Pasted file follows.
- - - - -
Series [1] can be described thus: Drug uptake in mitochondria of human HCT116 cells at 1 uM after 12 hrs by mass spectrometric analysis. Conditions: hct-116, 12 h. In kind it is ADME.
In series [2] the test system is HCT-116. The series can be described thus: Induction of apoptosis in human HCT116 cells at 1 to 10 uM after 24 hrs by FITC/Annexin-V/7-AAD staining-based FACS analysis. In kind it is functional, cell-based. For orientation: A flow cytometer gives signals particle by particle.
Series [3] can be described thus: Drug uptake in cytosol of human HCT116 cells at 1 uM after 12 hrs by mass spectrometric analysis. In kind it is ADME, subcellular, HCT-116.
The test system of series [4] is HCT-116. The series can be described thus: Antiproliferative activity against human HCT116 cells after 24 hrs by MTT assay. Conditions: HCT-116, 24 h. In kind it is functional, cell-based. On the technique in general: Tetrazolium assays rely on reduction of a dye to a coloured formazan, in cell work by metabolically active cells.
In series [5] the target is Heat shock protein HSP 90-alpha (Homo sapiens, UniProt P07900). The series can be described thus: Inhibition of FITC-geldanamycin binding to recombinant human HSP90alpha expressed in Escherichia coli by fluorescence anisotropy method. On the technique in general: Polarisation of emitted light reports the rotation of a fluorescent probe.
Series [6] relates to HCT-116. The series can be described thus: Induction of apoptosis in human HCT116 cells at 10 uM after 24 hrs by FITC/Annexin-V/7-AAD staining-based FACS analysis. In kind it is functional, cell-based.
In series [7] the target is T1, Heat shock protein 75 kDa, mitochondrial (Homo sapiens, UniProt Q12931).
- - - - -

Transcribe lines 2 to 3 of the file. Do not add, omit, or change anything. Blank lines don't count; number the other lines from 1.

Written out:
In series [2] the test system is HCT-116. The series can be described thus: Induction of apoptosis in human HCT116 cells at 1 to 10 uM after 24 hrs by FITC/Annexin-V/7-AAD staining-based FACS analysis. In kind it is functional, cell-based. For orientation: A flow cytometer gives signals particle by particle.
Series [3] can be described thus: Drug uptake in cytosol of human HCT116 cells at 1 uM after 12 hrs by mass spectrometric analysis. In kind it is ADME, subcellular, HCT-116.